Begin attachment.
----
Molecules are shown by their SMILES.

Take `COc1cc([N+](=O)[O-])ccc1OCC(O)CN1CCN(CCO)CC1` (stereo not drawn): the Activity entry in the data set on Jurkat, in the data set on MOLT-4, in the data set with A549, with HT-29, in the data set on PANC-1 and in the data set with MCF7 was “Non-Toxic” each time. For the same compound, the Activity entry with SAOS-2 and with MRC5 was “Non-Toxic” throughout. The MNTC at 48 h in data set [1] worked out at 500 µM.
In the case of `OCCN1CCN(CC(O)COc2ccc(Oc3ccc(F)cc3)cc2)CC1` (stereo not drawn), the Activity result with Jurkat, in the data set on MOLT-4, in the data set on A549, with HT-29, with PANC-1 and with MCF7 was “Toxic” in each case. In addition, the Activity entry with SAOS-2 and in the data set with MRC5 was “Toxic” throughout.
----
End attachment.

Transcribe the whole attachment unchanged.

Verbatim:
Molecules are shown by their SMILES.

Take `COc1cc([N+](=O)[O-])ccc1OCC(O)CN1CCN(CCO)CC1` (stereo not drawn): the Activity entry in the data set on Jurkat, in the data set on MOLT-4, in the data set with A549, with HT-29, in the data set on PANC-1 and in the data set with MCF7 was “Non-Toxic” each time. For the same compound, the Activity entry with SAOS-2 and with MRC5 was “Non-Toxic” throughout. The MNTC at 48 h in data set [1] worked out at 500 µM.
In the case of `OCCN1CCN(CC(O)COc2ccc(Oc3ccc(F)cc3)cc2)CC1` (stereo not drawn), the Activity result with Jurkat, in the data set on MOLT-4, in the data set on A549, with HT-29, with PANC-1 and with MCF7 was “Toxic” in each case. In addition, the Activity entry with SAOS-2 and in the data set with MRC5 was “Toxic” throughout.